09 Jul 2012:
Aquaculture Output To Rise
33 Percent Over Next Decade, UN Says
The global aquaculture sector could produce 33 percent more fish for human consumption over the next decade
, an increase in production that will help feed a growing world population even as fisheries are overexploited, a new UN report predicts. More than 79 million tons of farmed fish, crustaceans, mollusks and aquatic plants are expected to be produced from 2012 to 2012, a 33 percent growth compared with just a 3 percent growth from capture fisheries, according to the report from the UN’s Food and Agriculture Organization
. By 2018, the amount of fish raised in aquaculture operations will exceed the amount caught in the wild for the first time and will account for 52 percent of the total share by 2021, the report states. This increased reliance on farm-raised fish comes as an increasing number of fisheries worldwide are exploited, with about 30 percent of fish stock now overexploited and another 57 percent fully exploited or very close to maximum sustainable production. According to the report, fisheries and aquaculture provide more than 15 percent of the animal protein intake for 4.3 billion people worldwide and account for the primary source of protein for 17 percent of the world’s population.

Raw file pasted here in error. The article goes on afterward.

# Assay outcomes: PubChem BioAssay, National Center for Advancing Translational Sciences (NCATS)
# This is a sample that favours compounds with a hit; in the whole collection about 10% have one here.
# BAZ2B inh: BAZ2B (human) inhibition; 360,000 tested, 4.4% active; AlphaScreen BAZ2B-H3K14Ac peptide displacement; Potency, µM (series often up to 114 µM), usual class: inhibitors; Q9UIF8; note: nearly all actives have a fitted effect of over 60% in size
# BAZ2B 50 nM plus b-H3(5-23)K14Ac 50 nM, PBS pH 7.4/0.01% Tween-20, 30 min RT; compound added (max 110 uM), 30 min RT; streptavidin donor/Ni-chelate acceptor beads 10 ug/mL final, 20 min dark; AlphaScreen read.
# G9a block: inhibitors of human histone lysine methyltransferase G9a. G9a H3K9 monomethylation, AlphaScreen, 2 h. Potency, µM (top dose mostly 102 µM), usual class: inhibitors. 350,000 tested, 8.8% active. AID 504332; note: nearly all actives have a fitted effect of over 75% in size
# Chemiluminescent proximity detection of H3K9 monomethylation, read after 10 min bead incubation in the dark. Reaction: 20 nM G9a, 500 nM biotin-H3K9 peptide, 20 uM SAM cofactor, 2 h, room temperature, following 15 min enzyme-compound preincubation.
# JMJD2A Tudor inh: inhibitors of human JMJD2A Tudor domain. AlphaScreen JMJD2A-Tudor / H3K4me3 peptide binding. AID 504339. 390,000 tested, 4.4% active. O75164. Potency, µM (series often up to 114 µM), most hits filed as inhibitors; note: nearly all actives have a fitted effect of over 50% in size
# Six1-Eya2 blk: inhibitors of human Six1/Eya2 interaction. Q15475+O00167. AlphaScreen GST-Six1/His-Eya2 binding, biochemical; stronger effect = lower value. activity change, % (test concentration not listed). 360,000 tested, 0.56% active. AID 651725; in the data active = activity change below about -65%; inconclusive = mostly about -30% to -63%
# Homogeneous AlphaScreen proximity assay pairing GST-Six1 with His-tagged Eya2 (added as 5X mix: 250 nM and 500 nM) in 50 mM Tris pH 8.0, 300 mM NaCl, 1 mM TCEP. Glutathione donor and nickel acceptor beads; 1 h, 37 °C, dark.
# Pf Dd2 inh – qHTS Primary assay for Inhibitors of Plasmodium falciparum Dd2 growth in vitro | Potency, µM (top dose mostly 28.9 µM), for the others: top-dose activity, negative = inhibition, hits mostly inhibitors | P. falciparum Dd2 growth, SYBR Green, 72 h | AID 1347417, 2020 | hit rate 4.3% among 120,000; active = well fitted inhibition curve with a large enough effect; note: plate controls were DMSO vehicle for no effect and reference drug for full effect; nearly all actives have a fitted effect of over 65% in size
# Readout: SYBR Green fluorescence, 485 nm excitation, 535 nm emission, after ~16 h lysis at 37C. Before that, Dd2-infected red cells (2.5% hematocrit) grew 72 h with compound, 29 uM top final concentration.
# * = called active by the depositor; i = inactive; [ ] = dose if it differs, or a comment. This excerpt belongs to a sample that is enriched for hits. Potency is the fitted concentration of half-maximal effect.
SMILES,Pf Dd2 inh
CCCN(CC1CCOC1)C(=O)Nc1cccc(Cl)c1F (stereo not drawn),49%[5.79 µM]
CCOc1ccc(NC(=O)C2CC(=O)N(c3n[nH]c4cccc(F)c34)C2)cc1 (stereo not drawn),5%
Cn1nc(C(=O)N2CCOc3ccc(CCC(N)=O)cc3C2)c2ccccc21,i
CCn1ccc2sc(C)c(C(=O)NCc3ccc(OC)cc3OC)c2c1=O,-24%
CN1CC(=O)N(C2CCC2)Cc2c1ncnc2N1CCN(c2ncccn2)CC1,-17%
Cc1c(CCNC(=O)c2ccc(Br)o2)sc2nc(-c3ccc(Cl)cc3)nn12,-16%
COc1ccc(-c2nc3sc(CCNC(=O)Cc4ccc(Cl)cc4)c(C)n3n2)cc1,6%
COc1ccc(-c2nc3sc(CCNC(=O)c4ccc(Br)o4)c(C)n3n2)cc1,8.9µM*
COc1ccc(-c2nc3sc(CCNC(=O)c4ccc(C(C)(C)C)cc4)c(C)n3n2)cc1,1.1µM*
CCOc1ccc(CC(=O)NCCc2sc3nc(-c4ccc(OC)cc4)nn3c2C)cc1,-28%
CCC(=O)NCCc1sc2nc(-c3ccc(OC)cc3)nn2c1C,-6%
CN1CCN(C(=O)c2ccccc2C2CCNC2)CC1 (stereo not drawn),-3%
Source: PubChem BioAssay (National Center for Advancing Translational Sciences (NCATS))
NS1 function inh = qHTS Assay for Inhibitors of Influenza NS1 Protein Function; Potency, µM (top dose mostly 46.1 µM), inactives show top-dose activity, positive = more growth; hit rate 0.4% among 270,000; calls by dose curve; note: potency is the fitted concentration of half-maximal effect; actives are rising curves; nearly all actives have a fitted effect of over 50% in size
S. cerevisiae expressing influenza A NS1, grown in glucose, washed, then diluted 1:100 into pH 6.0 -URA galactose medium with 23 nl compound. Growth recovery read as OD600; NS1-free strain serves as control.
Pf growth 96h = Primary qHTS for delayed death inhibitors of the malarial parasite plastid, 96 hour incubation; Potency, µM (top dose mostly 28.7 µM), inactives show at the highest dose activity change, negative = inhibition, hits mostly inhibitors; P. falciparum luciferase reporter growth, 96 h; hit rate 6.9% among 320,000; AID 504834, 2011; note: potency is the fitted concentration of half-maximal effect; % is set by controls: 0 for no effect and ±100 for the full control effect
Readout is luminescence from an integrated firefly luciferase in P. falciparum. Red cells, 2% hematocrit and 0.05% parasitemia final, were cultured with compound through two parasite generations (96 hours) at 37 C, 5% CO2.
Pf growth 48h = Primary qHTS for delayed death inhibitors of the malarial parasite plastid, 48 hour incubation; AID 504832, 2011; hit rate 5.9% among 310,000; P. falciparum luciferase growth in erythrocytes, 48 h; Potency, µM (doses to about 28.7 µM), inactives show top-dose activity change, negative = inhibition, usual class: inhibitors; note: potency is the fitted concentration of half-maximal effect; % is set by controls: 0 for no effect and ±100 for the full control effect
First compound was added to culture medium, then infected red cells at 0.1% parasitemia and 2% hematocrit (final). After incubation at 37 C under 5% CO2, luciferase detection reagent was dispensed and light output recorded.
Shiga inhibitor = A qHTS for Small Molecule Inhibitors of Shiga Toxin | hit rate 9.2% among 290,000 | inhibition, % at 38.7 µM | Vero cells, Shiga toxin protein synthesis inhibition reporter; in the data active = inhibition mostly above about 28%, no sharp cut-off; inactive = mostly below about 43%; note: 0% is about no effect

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Ugandan scientists monitor the impact of climate change on one of Africa’s most diverse forests and its extraordinary wildlife. Learn more.
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